Note: This is a followup article to the story we published last October during harvest season!
Wine isn’t just a nice way to unwind, or a second career for people who decide to buy a vineyard — it’s a huge international industry. For example, did you know that the market size of all global wine manufacturers is $315 billion? Marketers would do well to acquaint themselves with this global business. The wine subscription company Firstleaf publishes a Wine Statistics guide which is a great resource for marketers, and a great source for the stats in this article!
As you would expect, Europe is still the heart of the international wine industry. The top three wine producing countries are all European ones. Only two countries produce more than 1 billion gallons of wine annually: Italy (1.3 billion gallons) and France (1.1 billion). Spain is just short of this mark, producing 886 million gallons of wine per year.
To show just how globe-spanning the wine industry truly is, every continent (other than Antarctica) is represented in the top ten list of wine producing nations:
- North America (USA, 4th, 642 million gallons)
- South America (Argentina, 5th, 343 million gallons; Chile, 7th, 314 million gallons)
- Australia (6th, 317 million gallons)
- Africa (South Africa, 8th, 256 million gallons)
- Asia (China, 10th, 219 million gallons)
Here in the United States, California is the wine-producing champion by far. The Golden State produces more wine than all other US states combined — by a lot. California’s annual production is just below 300 million cases. The state of Washington, in second place, produces only 15 million cases of wine per year. New York state is the only other that produces at least 10 million cases, and it’s a steep drop from there.
Still, with the popularity of wine and winemaking continuing to grow, nearly every state has an independent wine industry. Those nascent vineyards looking to make a name for themselves in the crowded wine world provide a unique learning opportunity for young marketers. From branding to partnerships to social media to customer acquisition and retention, wineries offer a full training ground for marketing experimentation.
The US doesn’t make the most wine, but we do drink the most. The US sits in 1st place in the international wine consumption list at 872 million gallons per year. That’s nearly 25% more than 2nd place France, which drinks 700 million gallons per year. France also sits in second place in wine consumption per capita, at 10.3 gallons per person, per year. Small but wine-frenzied Portugal is in first place at 12.8 gallons per capita. The US is way down in 21st place.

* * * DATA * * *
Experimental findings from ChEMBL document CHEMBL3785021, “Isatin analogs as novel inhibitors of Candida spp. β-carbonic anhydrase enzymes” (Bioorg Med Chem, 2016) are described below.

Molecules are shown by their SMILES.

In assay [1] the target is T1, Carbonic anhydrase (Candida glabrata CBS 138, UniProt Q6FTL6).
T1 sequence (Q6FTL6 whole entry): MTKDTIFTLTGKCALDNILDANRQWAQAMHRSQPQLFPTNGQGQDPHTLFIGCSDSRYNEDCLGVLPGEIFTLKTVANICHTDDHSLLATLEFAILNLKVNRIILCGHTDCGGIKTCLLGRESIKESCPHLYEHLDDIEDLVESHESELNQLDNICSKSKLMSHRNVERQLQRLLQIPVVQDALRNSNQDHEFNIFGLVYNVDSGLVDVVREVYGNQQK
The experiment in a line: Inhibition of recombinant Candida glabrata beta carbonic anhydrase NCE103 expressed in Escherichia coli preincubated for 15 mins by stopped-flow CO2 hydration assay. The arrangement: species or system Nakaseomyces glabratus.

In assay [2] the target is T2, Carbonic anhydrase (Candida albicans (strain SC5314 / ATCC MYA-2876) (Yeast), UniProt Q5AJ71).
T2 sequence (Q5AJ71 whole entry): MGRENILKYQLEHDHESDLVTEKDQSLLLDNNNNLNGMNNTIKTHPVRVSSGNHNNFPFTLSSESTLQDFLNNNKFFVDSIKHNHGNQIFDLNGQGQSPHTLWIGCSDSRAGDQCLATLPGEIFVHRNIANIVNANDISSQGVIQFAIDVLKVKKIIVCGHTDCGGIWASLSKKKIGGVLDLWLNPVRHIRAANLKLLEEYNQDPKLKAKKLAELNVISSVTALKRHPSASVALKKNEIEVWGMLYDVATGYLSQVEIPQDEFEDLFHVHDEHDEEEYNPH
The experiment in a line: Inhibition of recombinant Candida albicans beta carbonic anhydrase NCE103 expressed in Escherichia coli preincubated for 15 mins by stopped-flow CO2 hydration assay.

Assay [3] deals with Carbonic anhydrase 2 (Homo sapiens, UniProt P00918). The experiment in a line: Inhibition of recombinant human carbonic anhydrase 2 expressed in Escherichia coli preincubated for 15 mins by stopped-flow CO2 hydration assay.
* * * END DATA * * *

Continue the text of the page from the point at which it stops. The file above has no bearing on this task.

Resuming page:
Among US states, you see a similar pattern. The larger states drink the most wine — with wine-production and population leader California comfortably outdistancing other states. Not surprising. But what is a surprise is that California is only 6th in wine consumption per person. Folks in Idaho lead the pack consuming over 1.2 gallons per person, New Hampshire is at .84 gallons and Vermont comes in third place with .78 gallons per person. Looks like there might be a correlation here with wine consumption and cold weather states!
But how much are people spending on wine? A good bottle of wine doesn’t have to cost an arm and a leg. But if you’re into that 1992 Screaming Eagle, more power to you. When surveyed, most people state that they spend $10-20 per bottle. When asked why they stated that range, many responded that, if it’s just a normal day and there’s nothing to celebrate, they reach for an inexpensive bottle. If celebrations are in order, then they go with a more expensive bottle. However, as we know, the mind of the consumer is tough to understand – people will say one thing in a survey but act and feel very differently in reality.
A recent study from psychologists at the University of Basel, Switzerland, revealed an insight that the bigger the price tag on the bottle, the more you’ll enjoy the content. For this particular study, wine tastings were conducted with 140 participants in which they served three types of 2013 vintages: a Montepulciano d’Abruzzo DOC ($10/bottle), a Bolgheri DOC (roughly $34), and a Toscana IGT (roughly $70). Many of the participants were shown the real prices while other participants were given the lowest price for the most expensive wine, and vice versa. At the end of the study, those drinkers who experienced the cheapest wine at an inflated price enjoyed the wine far more than those who were given the correct pricing information! The authors of the study concluded that:
“While pleasantness ratings did not differ for open and no-price information, deceptive up-pricing of low-price wine significantly influenced ratings for pleasantness, in wine may lay the truth, but its subjective experience may also lie in the price.” – University of Basel, Switzerland
It’s not the first time accessibly-priced wine was perceived as great-tasting. A $13 bottle of wine sold at Aldi’s Australian supermarkets won the top prize at Australia’s Royal Adelaide Wine Show in October, beating out some bottles that were five times more expensive. And last March, a $10 bottle of Aldi’s Quarter Cut Bourbon Barrel-Aged Cabernet Sauvignon was ranked the best wine of 2020 by Product of the Year USA, the world’s largest consumer award for product innovation in packaged goods.
So clearly there is something more going on here than just taste and price… what’s the story? Or maybe more accurately, what is it about the brand story and the consumer experience of that story that is producing this increment lift in perceived value? Maybe we’ll take a deeper look at that in a future article!
If you want to keep up with how marketing is transforming industries like the wine industry, subscribe to the TopRight blog, follow me at @TopRightPartner, connect with me on LinkedIn, or buy a copy of my latest publication from Harvard Business Review, Strategic Analytics.